The District of Columbia Housing Authority has preserved affordable housing in the District by allowing a higher rent payment for its voucher program customers.
Last year, DCHA increased the payment standard to 130 percent of the U.S. Department of Housing and Urban Development’s fair market rent. With the recent renewal of this measure, combined with HUD’s increase in fair market rent for D.C., voucher customers can stay in their homes as rents increase and some can now afford to move to neighborhoods with more amenities.
“Not only does this allow our families to have more choice and flexibility in choosing the community they want to live in, but it preserves and makes more housing affordable in D.C.,” said DCHA Board of Commissioners Chairman Terri Thompson. “This increase will allow our customers to move into neighborhoods in Wards 2, 5, and 6 that were not available to them last year, such as Shaw, Old City, and Eckington.”
DCHA was able to increase its payment standard to 130 percent of HUD’s fair market rent because of the authority’s flexibility as a Moving to Work agency, which allows DCHA to create housing solutions that match the local environment.
There are a total of 56 rental submarkets in the District. Before the 2015 increase, DCHA customers could only afford to rent in 15 of those submarkets. With this board’s 2016 vote, voucher customers will be able to live in 22 of those submarkets.
This vote also benefits property owners because they will be able to charge rents that are more in line with what they can get in the open market. This gives DCHA customers even more choices of where they can afford to live.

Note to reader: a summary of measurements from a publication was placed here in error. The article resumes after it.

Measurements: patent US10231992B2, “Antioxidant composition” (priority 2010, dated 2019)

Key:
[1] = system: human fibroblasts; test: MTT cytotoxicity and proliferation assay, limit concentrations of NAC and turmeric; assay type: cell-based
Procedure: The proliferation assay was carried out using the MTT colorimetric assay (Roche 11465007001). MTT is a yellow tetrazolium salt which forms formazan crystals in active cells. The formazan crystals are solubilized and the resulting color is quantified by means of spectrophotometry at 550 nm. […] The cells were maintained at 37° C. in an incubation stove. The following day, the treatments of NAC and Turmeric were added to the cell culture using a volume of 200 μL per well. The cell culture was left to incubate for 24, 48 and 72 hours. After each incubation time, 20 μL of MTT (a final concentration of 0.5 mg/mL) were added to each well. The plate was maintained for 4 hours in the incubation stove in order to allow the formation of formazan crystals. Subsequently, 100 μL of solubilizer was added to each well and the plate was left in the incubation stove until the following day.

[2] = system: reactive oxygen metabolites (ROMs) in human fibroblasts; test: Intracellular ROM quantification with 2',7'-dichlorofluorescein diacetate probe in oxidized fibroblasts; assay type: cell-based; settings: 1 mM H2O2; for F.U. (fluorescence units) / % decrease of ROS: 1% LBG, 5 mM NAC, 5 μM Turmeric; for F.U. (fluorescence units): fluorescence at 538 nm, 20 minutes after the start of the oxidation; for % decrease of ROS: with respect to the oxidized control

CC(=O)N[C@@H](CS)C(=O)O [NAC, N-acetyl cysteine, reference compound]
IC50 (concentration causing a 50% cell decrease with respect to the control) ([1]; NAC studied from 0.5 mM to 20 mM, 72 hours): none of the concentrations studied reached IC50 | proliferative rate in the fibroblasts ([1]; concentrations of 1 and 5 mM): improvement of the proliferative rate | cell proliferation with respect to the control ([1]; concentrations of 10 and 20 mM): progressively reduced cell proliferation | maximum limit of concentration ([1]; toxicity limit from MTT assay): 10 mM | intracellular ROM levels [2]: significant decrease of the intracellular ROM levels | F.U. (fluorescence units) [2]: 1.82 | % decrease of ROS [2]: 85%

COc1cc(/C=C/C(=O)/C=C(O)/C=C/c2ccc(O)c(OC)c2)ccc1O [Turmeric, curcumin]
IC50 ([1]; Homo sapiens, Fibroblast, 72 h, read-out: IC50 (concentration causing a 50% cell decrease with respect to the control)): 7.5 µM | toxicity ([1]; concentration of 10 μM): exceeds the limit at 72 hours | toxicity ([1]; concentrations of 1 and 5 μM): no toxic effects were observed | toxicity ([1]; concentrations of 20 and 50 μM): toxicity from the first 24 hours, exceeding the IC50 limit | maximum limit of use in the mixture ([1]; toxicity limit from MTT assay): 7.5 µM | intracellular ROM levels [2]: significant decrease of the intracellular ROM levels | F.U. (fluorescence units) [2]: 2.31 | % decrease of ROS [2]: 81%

Many landlords in these areas are not used to receiving vouchers and are unaware of the benefits. DCHA customers also may not be aware of all of their new options. So, last year DCHA began an outreach effort to attract new landlords to the program and to educate current customers about the new opportunity.
DCHA representatives have been meeting with landlords in the new neighborhoods to explain the program, the advantages of being a voucher landlord, and the procedures they must follow to participate. DCHA staff also tells customers about the new rental areas’ schools, transportation options, and screening criteria, among other things, to help them make decisions.
“We have new partnerships with seven large landlords in low poverty submarkets in D.C. as a result of our outreach efforts thus far, “ said HCVP Director Ronald McCoy. “We are providing families with more housing options in more neighborhoods.”